|October 14, 2013|
Previously published on October 11, 2013
In a 2012 Corporate Board Member/FTI Consulting survey, 48 percent of public company directors and 55 percent of corporate general counsels rated data security as their number one concern. According to the Department of Homeland Security, 85 percent of U.S. critical infrastructure is privately owned and operated. As such, it is essential that corporate boards understand the government’s efforts to manage cybersecurity threats and factor them into their own risk management plans.
Legislation and Executive Order
In early 2012, the Senate introduced legislation that applied mandatory cybersecurity standards to owners and operators of critical infrastructure. However, the bill failed in the face of strong opposition from key senators, privacy advocates, and the U.S. Chamber of Commerce. A revised version of the bill also failed.
In February 2013, President Obama issued an Executive Order directing the National Institute of Standards and Technology to work with critical infrastructure owners and operators in developing a “Cybersecurity Framework” that captures industry best practices to reduce cyber risks to critical infrastructure, a draft of which was released on August 28. Under the Executive Order, the Secretary of Homeland Security is tasked with establishing a “voluntary program” for implementation of the Cybersecurity Framework in the critical infrastructure industries, and developing incentives to encourage participation in the program by those industries, as well as others. Given the breadth of the Executive Order, Congress appears disinclined to revisit its debate over comprehensive legislation.
The SEC’s Division of Corporation Finance issued guidance in October 2011 explaining when companies should disclose cybersecurity risks and cyber incidents in their federal securities filings. In a May 2013 letter to Congress, SEC Chairman Mary Jo White stated that this guidance has had a “positive impact on companies’ disclosures”, and that she has directed SEC staff to provide her with recommendations on whether further action is necessary.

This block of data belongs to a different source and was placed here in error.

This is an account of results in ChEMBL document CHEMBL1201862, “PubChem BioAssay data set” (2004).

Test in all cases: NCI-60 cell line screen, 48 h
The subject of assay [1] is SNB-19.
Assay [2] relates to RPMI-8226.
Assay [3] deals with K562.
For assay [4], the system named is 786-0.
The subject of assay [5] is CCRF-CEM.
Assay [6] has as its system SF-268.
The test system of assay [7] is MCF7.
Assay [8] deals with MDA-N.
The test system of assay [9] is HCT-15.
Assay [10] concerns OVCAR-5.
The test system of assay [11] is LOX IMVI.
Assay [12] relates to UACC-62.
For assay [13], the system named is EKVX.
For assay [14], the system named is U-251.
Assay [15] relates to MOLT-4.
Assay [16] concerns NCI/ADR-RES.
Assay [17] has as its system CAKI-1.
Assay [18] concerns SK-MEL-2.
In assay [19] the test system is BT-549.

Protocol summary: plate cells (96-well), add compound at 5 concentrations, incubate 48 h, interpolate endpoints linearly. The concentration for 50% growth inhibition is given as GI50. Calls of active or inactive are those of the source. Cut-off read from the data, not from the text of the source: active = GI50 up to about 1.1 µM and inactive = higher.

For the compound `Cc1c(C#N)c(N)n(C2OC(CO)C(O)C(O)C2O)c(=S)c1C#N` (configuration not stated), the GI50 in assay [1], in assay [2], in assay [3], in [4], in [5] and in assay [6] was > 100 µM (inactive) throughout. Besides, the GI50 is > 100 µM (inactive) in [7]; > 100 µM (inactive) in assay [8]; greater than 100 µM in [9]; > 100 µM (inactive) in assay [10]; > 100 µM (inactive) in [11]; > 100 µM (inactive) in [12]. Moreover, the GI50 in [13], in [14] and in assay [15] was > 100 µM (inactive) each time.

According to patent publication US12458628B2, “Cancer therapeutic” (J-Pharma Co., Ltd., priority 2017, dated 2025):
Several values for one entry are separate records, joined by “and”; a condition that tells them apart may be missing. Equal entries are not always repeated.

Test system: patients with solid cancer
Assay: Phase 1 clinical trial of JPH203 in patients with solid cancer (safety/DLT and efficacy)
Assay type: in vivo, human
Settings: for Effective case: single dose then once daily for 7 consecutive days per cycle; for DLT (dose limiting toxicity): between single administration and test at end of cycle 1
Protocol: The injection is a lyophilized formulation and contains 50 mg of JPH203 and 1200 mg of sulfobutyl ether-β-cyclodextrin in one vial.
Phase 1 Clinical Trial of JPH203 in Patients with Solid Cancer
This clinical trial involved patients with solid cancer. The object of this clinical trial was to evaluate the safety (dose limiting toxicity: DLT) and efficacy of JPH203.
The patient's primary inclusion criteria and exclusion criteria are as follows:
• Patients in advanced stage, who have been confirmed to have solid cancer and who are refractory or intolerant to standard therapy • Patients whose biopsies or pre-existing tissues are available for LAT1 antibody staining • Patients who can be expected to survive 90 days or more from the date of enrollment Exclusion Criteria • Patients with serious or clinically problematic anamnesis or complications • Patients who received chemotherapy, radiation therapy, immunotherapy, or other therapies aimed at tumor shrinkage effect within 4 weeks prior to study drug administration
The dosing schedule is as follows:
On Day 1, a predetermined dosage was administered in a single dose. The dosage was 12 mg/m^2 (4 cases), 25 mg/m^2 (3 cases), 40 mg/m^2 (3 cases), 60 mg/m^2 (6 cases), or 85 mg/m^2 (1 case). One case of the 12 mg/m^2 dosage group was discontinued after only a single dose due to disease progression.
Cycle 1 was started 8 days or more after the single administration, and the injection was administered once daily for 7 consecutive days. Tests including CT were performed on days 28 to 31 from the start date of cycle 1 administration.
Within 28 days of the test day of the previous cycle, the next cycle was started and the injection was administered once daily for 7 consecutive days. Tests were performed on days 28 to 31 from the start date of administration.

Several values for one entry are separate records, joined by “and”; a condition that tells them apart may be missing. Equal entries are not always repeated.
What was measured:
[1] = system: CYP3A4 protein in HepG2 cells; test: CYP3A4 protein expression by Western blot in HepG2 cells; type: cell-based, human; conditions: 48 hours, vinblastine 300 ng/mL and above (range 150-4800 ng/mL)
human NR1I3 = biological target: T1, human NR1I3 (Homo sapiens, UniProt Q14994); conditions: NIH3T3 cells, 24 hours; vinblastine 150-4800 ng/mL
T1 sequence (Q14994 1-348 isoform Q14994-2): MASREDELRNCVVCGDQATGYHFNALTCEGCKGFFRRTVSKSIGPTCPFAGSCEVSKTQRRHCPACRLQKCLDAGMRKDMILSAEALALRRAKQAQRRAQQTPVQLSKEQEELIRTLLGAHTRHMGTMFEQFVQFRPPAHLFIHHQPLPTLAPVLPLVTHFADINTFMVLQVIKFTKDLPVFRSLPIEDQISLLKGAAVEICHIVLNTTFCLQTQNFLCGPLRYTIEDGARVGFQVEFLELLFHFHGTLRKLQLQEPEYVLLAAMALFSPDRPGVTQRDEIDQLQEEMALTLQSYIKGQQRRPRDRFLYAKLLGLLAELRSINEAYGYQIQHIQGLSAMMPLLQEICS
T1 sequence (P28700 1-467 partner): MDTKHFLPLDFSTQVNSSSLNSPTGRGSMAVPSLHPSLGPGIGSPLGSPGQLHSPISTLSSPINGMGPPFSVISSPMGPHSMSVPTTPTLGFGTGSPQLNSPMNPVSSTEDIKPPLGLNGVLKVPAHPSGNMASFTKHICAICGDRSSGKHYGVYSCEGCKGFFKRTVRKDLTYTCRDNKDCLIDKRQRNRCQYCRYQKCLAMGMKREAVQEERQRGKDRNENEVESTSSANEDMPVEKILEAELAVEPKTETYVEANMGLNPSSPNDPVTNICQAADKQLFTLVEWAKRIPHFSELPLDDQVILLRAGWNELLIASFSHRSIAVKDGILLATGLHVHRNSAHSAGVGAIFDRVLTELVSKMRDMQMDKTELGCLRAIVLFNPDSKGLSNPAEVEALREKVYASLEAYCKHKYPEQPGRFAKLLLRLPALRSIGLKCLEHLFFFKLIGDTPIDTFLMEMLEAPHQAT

The Federal Trade Commission (FTC) is incentivizing corporate cybersecurity by adopting an aggressive interpretation of its jurisdiction to bring enforcement actions against those guilty of inadequate cyber protections. The FTC contends that a company’s failure to provide adequate cybersecurity for its customers’ personally identifiable information is an “unfair business practice” chargeable under section 5(a) of the Federal Trade Commission Act. The FTC has advanced this theory through investigations of, and enforcement actions against, companies that have suffered data breaches resulting in the loss of consumer information. Such targets have included ChoicePoint, Dave & Buster’s, Inc. and HTC America, to name a few. While some, such as the U.S. Chamber of Commerce and former Secretary of Homeland Security Michael Chertoff, have questioned the FTC’s expansive enforcement theory, until recently all companies charged under this theory have agreed to settle with the FTC. In May 2013, Wyndham Worldwide Corporation became the first to challenge the FTC’s jurisdiction to bring such an action when it moved to dismiss an FTC claim arising out of the breach of Wyndham’s systems and the theft of consumer payment card account information resulting in $10.6 million in fraud losses. Wyndham’s motion to dismiss remains pending.
Corporate boards - especially of companies that own and operate critical infrastructure - must understand and account for the implications of these developments. For example, companies must consider their role in the “voluntary program” being developed under the authority of the President’s Executive Order and the potential litigation risk if they choose not to meet the resulting voluntary standards. Corporate boards must also be aware of the SEC disclosure obligations with respect to cyber risk and intrusions, not to mention the possibility of an FTC enforcement action if they suffer a data breach. Even more fundamentally, corporate boards must appreciate that they have a fiduciary duty to protect and ensure the integrity of corporate information assets against cyber theft and attack. With the increasing legal obligations and challenges stemming from the cyber threat to corporate America, directors and officers would be wise to take an active role in developing, overseeing, and managing corporate cybersecurity compliance programs within their companies.